Because of my lovely wife. The Sixth Sense scared the pants off her (only a metaphor, sadly) and lead to about a month and a half of the worst nightmares she’s ever experienced.  As far as she’s concerned this movie is too terrifying for any human under voting age to watch. And even then only during daylight hours. In a way my wife’s reaction is a testimony to M. Night Shayamalan’s skill as a director. The fact that a movie with no chainsaws, gore…or really any overt violence whatsoever, still forces you to sleep with the lights on and check under your bed at night is pretty amazing. The scares here don’t come from special effects or cheap tricks. They come from a prevailing atmosphere of fear that’s much more difficult to generate. And for Shayamalan impossible to ever reproduce.

3. The Usual Suspects (1995) –  A great bit of modern film noir. Near the end of The Usual Suspects, Kevin Spacey, in his Oscar-winning performance as crippled con man Roger “Verbal” Kint, says, “The greatest trick the Devil ever pulled was convincing the world he didn’t exist.” That line is really the subtext for the whole story.  The further along the movie goes, the more you realize that not everything is quite what it seems. I love that. Christopher McQuarrie’s script (which also won an Oscar) not only introduced the world to Keyser Soze it coined the phrase “…he was a big fat guy, I mean like Orca fat…” which I spent the next several years trying to crowbar into conversation, along with a number of other unforgettable lines.

The cast is amazing. In addition to Spacey’s fantastic performance you’ve got Stephen Baldwin, Gabriel Byrne, the comedian Kevin Pollak and a twenty-eight-year-old Benicio Del Toro doing one of the strangest accents I’ve ever heard. What is that? Puerto Rican? Croatian? Klingon? Who knows and who cares. All I know is I couldn’t get enough of it. The ending of The Usual Suspects has a lot in common with The Sixth Sense in that it suddenly changes the context of everything you’ve been watching…in one, long, falling coffee cup moment of clarity.

4. Die Hard (1988) – In 1966 the crime novelist Roderick Thorp wrote a book called “The Detective” about a hardboiled New York cop investigating the death of a gay man. The case soon leads him down a dark rabbit hole into a world of sex, drugs and political corruption. Pretty racy stuff for back in the day. Two years later it was made into a movie staring Frank Sinatra as the titular Detective Joe Leland. It went on to become one of the highest grossing films of 1968 and one of the strongest box-office hits of the singer/actor’s career.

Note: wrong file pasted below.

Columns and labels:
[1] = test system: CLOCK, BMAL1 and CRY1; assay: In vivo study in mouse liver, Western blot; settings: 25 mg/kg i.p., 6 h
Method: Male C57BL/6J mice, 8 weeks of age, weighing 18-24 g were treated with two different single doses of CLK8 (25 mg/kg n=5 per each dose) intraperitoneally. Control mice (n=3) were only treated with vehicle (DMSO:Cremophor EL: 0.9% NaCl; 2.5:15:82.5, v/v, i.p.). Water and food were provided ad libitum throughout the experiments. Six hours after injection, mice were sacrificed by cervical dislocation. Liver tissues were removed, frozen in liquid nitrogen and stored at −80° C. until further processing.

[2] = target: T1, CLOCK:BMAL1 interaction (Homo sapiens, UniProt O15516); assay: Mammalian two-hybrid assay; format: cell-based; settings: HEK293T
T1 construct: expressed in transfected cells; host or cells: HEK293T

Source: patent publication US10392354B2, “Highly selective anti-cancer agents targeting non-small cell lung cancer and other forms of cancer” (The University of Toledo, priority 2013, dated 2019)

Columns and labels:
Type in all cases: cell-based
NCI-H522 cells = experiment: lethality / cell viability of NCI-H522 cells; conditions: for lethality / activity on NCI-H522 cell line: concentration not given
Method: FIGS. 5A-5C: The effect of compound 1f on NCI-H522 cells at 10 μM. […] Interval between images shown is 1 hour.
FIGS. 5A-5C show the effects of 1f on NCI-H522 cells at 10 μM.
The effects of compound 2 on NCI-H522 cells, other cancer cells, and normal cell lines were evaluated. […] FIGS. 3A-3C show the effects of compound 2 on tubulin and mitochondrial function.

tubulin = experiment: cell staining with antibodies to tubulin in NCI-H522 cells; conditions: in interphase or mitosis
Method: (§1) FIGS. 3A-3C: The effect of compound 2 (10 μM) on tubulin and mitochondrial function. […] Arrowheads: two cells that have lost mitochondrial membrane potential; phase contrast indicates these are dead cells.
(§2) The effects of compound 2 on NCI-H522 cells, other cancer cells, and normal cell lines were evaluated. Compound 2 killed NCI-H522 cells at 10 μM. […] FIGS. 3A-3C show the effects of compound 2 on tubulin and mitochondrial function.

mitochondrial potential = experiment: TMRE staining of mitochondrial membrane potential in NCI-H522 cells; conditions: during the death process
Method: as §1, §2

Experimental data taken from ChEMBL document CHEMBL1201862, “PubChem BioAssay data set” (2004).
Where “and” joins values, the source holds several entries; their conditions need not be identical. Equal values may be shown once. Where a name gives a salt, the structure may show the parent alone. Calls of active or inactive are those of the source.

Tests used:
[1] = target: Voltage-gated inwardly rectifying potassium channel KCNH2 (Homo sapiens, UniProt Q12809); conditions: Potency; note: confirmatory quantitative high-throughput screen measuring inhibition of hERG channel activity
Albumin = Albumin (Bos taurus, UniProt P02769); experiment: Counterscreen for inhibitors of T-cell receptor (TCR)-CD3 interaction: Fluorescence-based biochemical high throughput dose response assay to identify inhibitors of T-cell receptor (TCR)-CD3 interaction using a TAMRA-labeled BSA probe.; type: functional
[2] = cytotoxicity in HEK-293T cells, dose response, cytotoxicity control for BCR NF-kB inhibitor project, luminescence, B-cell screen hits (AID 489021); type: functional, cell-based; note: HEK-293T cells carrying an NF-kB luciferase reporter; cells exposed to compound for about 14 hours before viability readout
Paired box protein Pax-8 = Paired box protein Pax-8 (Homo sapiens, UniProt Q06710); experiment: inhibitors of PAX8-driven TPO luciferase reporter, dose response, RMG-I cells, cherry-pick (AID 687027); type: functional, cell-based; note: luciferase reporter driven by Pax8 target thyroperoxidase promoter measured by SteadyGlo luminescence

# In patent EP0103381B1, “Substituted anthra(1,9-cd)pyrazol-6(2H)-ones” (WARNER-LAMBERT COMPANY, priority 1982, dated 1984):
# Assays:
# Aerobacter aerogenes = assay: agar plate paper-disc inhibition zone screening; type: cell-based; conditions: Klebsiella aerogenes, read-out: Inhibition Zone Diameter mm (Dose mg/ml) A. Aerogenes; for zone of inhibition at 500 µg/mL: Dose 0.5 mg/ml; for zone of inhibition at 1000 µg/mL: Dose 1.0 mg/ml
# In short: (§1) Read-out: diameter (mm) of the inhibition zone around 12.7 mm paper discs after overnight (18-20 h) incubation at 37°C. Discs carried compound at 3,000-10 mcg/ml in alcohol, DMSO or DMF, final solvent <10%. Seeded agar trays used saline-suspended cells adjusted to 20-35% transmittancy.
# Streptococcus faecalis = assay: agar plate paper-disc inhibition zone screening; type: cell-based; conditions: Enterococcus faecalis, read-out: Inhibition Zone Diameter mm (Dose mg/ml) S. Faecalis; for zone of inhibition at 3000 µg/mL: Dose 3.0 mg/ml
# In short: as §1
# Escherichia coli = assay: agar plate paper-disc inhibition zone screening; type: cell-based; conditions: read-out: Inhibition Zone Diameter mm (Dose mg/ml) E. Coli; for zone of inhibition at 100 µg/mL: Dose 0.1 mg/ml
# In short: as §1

Um…what’s this have to do with Die Hard?

I’m getting to that. In the mid 1970’s Roderick Thorp saw the now famous Irwin Allen disaster movie The Towering Inferno and later that evening had a dream of seeing a man being chased through a building by other men with guns. He’d been working on a sequel to “The Detective” for some time and decided to incorporate that idea into his new book…which he titled, “Nothing Lasts Forever”.

Objection, Your Honor. Relevance?

“Nothing Lasts Forever”, which hit bookstores in 1979, has Detective Joe Leland traveling to Los Angeles to visit his daughter who works in a ginormous skyscraper that serves as the headquarters for the fictious Klaxon Oil Corporation. While he’s there, a German terrorist gang led by a dude named Gruber takes over the entire building. Leland remains undetected and picks off the terrorists one by one, aided from outside the building by an LAPD Sergeant named Al Powell.

Wait…that’s the plot of Die Hard?

That’s my point! Die Hard is the sequel to a Frank Sinatra movie. Or at least it was supposed to be originally.  The script spent nearly a decade in development hell and along the way some stuff got changed.  His daughter became his wife, Klaxon became the Nakatomi Corporation and Joe Leland’s name was changed to John McClane. Interestingly enough, a clause in Sinatra’s contract for “The Detective” back in 1968 gave him the right to reprise his role in any sequel. That means he was actually the first person offered the lead in Die Hard, which of course he turned down. That turned out to be good news for a certain TV actor named Bruce Willis who would rocket to big screen stardom after this.

Still, if a lifetime of science fiction as taught me anything, it’s that somewhere there’s an alternate universe where a 73-year-old Sinatra swung from a firehouse while shooting an assault rifle and yelling “Yippie kay yay mother…!” Oh, man what a great DVD extra that would make.

Willis is great and Alan Rickman absolutely steals the show as Professor Severus Snape…er…I mean Hans Gruber. Die Hard might be my favorite 80’s action movie. It’s certainly one of the best written.  Thank you Jeb Stuart and Steven de Souza who did the final adaptation. The characters are well defined and they move logically towards their goals. The scene where our barefoot hero has to walk across a room littered with broken glass….uggg!

Can you think of anything that should be on the list? Any thoughts on what is/is not age appropriate out there? Feel free to shoot me a comment.